Solid Strategies to Avoid Audits;

Many Americans are breathing a sigh of relief now that April 15 — “Tax Day” — is in the rearview mirror. For others, though, the fear of being hit by an audit is providing cause for anxiety. 

It’s important to be mindful that tax strategies are critical for electronic security professionals throughout the year. With that caveat in mind, and for those of you who have recently filed extensions, there are practical measures to employ in order to avoid the wrath of Uncle Sam. 

Today, under pressure from lawmakers to cut the tax gap — the difference between the amount owed by taxpayers and the amount actually paid — it appears that the risk of an IRS audit is noticeably increasing. 

In fact, the IRS’ tax cheat dragnet brought in a record $47 billion during the 2006 fiscal year. Audits of individuals rose by 7 percent last year, while small business audits have more than doubled since 2000. The complexity of our tax laws and the confusion most alarm installers, dealers and integrators face trying to keep abreast of those ever-changing rules have all contributed to the increased success of the IRS’ auditors. 

Avoiding Audits Is Not Hard to Do
Who wouldn’t like to ensure their tax returns — or those of their security business — escape examination by the IRS? A few security professionals have discovered sure-fire methods to ensure their return is selected: take big-time losses, operate as a cash business and keep sloppy records. Fortunately, avoiding audits is both legal and easily accomplished.

There is no justification for sacrificing valid deductions, even if large or unusual. Obviously, all income and deductions should be reported truthfully. If that means a higher chance of audit, so be it. But remember, in this electronic age, most transactions are reflected on the tax returns of your customers and suppliers. 

An excellent strategy for avoiding an audit involves pointing out “oddball” items on the tax return. Give the IRS the answer before it asks the question. Attach a note, a brief statement, documents and explanations for all unusual transactions. 

For large transactions that may fall into one of the innumerable “gray areas” of our tax laws, there is yet another tax form. Form 8275, “Disclosure Statement,” may help avoid penalties by disclosing questionable deductions, positions or investments. Few experts believe using this form will increase the chance of an audit. 

When Offense Is Not Enough
What happens if, despite your best efforts, the IRS requests your presence to review your tax returns? It goes without saying the worst thing that any business owner can do if they receive an audit notice is to ignore it. The best bet is a quick response. It also helps if the business owner works with the IRS to resolve the matter. 

If a small electronic security business has kept organized records, including bills, receipts and canceled checks, and has in place the proper internal controls, there is little need to worry. The IRS may interpret the operation’s situation differently, but there is no crime in having differences of opinion. 

Thanks to the IRS Restructuring and Reform Act of 1998, small businesses now have many new protections in the audit process. First, the IRS’ ability to conduce so-called “lifestyle” or “economic reality” audits has diminished.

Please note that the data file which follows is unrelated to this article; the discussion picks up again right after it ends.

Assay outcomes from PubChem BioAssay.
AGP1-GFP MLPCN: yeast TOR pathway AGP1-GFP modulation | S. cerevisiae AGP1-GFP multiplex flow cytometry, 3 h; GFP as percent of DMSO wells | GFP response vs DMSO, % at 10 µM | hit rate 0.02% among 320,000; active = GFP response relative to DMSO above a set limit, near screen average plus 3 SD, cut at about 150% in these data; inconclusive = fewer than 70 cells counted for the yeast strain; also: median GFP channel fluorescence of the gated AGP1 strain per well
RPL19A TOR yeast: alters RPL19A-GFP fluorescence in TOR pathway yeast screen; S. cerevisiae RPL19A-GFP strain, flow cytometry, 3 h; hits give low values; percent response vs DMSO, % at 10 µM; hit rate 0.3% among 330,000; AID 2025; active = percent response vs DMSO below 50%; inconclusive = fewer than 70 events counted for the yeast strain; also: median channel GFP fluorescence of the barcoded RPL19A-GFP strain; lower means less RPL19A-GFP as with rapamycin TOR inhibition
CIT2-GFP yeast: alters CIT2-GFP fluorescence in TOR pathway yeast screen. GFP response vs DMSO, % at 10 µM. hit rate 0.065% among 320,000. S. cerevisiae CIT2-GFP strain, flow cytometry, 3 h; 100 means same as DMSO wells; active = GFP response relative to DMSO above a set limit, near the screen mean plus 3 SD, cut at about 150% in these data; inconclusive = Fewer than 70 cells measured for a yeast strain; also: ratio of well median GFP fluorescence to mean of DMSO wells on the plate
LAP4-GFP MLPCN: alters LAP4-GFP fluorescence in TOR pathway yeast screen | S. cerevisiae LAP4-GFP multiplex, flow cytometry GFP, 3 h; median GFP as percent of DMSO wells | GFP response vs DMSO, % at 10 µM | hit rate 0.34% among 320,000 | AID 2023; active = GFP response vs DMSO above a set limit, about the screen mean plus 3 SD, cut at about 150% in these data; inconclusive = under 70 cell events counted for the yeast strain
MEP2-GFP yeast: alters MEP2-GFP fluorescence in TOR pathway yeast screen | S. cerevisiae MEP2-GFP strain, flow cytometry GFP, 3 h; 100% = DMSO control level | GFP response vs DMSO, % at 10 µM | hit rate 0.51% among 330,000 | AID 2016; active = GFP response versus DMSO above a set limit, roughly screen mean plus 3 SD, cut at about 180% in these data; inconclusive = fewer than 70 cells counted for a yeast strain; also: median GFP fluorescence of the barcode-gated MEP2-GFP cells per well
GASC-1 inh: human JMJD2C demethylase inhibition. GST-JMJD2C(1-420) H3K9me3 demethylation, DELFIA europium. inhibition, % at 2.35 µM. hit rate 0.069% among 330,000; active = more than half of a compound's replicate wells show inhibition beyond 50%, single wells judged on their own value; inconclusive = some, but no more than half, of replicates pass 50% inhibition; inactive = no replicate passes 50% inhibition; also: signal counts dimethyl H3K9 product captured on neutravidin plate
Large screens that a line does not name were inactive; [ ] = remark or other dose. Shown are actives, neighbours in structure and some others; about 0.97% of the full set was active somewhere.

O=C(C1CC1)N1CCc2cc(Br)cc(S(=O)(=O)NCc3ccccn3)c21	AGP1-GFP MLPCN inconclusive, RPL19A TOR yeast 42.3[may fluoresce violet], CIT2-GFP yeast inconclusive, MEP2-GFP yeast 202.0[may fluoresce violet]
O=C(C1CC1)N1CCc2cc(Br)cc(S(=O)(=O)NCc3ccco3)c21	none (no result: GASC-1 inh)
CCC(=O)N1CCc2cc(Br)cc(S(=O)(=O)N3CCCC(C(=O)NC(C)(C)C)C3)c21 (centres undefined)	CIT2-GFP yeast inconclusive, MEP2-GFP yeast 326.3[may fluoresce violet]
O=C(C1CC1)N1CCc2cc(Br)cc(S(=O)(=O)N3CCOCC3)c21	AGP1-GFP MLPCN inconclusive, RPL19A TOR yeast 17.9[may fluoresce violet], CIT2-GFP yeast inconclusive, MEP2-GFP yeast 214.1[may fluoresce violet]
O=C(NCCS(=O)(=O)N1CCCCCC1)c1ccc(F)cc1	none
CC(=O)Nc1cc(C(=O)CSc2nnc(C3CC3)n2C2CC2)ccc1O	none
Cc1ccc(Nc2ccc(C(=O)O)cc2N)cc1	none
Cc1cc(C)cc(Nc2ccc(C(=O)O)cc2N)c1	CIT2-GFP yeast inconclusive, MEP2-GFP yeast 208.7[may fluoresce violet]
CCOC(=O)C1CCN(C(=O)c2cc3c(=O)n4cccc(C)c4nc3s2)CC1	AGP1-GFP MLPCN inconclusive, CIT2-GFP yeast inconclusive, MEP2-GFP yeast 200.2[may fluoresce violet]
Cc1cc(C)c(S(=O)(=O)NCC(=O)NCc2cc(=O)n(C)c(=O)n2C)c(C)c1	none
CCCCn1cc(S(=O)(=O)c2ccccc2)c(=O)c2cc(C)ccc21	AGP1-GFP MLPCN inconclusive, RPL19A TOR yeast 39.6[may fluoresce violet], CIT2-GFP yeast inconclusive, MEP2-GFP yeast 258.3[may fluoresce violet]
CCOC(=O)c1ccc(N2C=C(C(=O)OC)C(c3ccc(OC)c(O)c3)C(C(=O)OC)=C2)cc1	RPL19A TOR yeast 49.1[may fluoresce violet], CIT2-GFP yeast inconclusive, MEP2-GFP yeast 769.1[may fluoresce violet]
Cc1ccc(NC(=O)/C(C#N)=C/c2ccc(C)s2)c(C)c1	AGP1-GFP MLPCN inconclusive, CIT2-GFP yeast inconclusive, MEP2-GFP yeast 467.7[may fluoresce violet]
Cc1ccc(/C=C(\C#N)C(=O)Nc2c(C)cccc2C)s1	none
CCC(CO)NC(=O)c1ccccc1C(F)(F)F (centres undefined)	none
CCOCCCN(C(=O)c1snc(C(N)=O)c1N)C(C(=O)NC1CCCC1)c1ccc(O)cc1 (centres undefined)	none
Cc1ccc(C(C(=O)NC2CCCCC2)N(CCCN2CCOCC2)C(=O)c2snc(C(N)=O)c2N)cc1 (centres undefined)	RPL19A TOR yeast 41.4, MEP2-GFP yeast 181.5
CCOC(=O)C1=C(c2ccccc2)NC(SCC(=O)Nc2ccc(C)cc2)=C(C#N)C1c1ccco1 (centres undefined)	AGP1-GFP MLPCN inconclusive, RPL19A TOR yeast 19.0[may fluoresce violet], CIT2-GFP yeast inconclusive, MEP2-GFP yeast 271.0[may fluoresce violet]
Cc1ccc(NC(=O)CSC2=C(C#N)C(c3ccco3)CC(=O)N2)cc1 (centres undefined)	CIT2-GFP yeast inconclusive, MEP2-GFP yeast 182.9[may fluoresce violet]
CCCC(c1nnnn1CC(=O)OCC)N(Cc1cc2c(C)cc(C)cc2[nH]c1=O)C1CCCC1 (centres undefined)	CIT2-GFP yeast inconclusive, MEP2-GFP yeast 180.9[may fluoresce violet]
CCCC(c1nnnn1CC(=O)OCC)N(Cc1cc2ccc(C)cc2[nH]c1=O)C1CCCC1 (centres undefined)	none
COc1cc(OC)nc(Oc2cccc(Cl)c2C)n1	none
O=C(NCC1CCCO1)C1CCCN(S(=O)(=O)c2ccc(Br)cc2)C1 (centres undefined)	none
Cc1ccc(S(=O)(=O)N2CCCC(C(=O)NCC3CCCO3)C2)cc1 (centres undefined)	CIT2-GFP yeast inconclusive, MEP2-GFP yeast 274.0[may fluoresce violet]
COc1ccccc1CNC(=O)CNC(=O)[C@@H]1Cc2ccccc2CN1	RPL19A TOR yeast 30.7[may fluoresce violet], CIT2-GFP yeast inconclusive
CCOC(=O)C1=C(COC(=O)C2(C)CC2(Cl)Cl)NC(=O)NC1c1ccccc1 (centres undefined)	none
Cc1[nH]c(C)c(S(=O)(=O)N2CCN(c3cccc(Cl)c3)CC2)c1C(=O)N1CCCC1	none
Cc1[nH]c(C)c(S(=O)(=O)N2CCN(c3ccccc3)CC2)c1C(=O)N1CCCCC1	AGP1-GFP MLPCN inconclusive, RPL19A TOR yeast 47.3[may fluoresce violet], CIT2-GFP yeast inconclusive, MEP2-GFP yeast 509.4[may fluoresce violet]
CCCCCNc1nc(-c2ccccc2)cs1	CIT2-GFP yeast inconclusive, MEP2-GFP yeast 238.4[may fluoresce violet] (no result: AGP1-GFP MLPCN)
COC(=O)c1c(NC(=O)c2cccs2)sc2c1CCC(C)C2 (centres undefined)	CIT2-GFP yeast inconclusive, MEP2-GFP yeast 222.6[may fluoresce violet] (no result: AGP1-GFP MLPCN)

Today, the IRS is generally prohibited from asking for extensive information about a taxpayer’s financial status, standard of living and other information to determine the existence of unreported income. The IRS can only ask for that information if it has a reasonable indication that there is a likelihood of unreported income based on the tax return and information reports from third parties. 

The IRS Is Watching for Red Flags
Many experts agree that an improperly prepared tax return is a good way to ensure an IRS audit. Sloppy returns are also hazardous. 

Those electronic security business owners who fail to report all income send up an instant red flag in our computerized business world. Information mismatches produced by an erroneous Form 1099 received by some security professionals often creates disparities in reported income. If the amount reported on the Form 1099 is wrong, the individual or firm that sent the form should correct it and file an amended Form 1099. Intentionally mismatching the information of the tax return can only draw attention. 

The biggest problem for most electronic security businesses — as well as their owners — is a lack of good expense records. The use of an automobile for business purposes is a classic example. Although the vehicle may have been used 75 percent of the time to call on customers, many electronic security professionals fail to keep a detailed record and, thus, are unable to state that clearly on a tax return. Records can be easily kept in the form of a log. 

Those professionals who use an office in the home to conduct business, keep records or perform management chores may discover the risk of an audit is not worth the small tax deduction. The home office tax form (Form 8829, Expenses for the Business Use of Your Home) has for some time, been a definite audit flag. 

If the owner of an alarm installation or integration business has only a minimal amount of deductible home-office expenses and poor records, the risk of an audit may not be worthwhile. 

Also, keep in mind that the use of an office in the home can substantially reduce or even eliminate the unique home-office exclusion. That exclusion allows up to $250,000 ($500,000 on a jointly filed return) of gain from the sale of a residence to be excluded or ignored. An electronic security business owner cannot claim the exclusion for gains that result on any portion of that residence that is not used as a “personal residence.” 

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